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Healthy reasons to shake the salt habit

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After decades of warnings about salt, the white, grainy mineral seems poised to become the grocery's next boogeyman. Health and consumer advocates who see a rising epidemic of high blood pressure and related disease are making the latest push, and that has foodmakers inching toward change.

The Centers for Disease Control and Prevention recently quantified the problem with a report saying most Americans consume more than double the daily recommended level of sodium, a major component of salt. An Institute of Medicine committee has begun exploring ways to control intake that could include new regulations, education and further efforts from the food industry.

Since sodium occurs naturally in a few foods and its use is ubiquitous, eliminating it from American diets would be impossible and not advised, because a small amount is needed for proper body function. But if reduction efforts are successful, proponents say there would be less hypertension, and less heart disease and fewer strokes, the No. 1 and No. 3 killers nationwide.

"There are a lot of dietary factors that affect blood pressure, but salt is front and center," said Lawrence J. Appel, a professor of medicine, epidemiology and international health at Johns Hopkins Medical Institutions and a salt panel member at the Institute of Medicine, a scientific advisory panel.

"Salt is why we have a blood pressure epidemic," he said. "No one knows how much salt he consumes or has easy control of it; it's why the solution is a public-health one."

Appel said putting down the shaker would be a good start. But most salt is added during processing or in restaurant preparation. That means retooling at the plants and commercial kitchens, and changing the way we think about food.

Take pizza, one of the saltiest and most popular foods. Makers would have to dump long-used recipes for crust and sauce, which would be hard to balance with the the potential for consumer backlash. They also would have to engineer new cheese, as salt is integral to its taste and preservation.

Appel said public tastes would acclimate to less salt quickly. If nothing is done, he said, the nation's blood pressure, which naturally climbs throughout people's lives, would continue to rise to unhealthy levels faster.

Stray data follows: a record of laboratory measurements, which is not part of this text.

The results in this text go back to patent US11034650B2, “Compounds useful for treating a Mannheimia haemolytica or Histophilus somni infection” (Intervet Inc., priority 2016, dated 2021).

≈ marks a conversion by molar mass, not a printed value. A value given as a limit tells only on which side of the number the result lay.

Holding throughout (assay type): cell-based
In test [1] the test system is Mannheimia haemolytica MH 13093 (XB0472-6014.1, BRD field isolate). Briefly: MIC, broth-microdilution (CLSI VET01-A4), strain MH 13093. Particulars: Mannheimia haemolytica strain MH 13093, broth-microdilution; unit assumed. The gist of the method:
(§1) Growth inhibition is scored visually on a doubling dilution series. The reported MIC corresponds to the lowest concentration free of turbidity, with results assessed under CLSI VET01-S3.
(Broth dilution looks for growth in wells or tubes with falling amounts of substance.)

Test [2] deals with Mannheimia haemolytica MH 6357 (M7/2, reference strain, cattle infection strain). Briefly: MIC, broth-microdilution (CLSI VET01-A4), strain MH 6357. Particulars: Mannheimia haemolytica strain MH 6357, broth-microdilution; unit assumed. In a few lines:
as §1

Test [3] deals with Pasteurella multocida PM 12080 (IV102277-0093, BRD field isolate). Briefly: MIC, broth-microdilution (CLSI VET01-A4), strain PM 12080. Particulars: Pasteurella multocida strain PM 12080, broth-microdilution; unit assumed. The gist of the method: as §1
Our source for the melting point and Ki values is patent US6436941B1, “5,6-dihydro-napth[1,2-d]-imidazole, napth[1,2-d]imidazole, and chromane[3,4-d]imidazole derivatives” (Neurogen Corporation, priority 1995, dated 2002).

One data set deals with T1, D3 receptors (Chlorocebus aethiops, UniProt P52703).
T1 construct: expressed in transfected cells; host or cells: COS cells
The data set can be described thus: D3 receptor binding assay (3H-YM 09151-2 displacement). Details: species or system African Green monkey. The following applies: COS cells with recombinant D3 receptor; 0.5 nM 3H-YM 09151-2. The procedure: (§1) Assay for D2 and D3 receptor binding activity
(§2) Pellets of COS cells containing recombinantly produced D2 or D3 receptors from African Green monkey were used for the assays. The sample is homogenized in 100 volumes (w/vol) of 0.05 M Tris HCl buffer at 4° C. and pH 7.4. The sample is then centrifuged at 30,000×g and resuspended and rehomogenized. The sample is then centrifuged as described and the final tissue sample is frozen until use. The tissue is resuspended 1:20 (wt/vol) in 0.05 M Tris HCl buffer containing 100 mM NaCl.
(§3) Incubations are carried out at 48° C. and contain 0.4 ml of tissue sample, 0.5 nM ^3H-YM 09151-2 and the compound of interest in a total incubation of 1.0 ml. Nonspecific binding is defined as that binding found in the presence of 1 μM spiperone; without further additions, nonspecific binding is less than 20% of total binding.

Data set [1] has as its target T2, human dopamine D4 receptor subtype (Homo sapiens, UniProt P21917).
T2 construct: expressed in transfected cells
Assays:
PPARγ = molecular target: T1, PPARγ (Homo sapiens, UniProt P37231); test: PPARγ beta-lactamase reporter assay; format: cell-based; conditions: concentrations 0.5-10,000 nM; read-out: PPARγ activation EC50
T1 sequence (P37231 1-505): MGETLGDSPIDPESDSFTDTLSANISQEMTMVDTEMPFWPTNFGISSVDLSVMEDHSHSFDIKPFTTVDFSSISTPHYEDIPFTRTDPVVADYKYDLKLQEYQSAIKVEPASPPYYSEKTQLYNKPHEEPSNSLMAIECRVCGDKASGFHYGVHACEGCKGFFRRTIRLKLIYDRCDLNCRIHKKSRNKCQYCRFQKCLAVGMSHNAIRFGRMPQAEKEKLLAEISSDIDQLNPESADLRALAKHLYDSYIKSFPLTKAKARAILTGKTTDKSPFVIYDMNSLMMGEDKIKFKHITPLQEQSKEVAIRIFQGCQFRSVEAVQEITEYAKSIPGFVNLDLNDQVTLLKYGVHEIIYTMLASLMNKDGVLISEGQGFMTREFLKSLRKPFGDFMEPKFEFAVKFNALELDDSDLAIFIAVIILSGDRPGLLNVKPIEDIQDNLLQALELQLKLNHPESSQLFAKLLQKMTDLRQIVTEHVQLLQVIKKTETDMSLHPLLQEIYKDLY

The CDC study released last month was the first to use national data to show that nearly 70 percent of adults should consume no more than 1,500 milligrams of sodium a day. They are people with high blood pressure, blacks and those older than 40. Other adults should consume less than 2,300 milligrams a day, or about a teaspoon.

The Center for Science in the Public Interest, a consumer group that sued in 2005 to get salt off the Food and Drug Administration's list of safe food ingredients, says restaurant and processed foods deliver more than three-fourths of the salt people consume.

Center Executive Director Michael F. Jacobson said regulation was necessary because, unlike fat, the public doesn't see an obvious result of overindulging and won't demand change.

Jacobson is further dismayed by recent consumer trends in "gourmet" salt and "natural" sea salt, which he says is still salt.

"Salt is the new bad guy and deserves to be," he said. "It's the single most harmful thing in the food supply."

Officials at the Grocery Manufacturers Association say they are taking action, although the problem can't be solved overnight, because Americans are used to the taste, and salt is used in production and preservation.

"Today there are more and more sodium- or salt-modified products available nationwide for consumers in the marketplace," Robert Brackett, chief science officer for the association, said in a statement.

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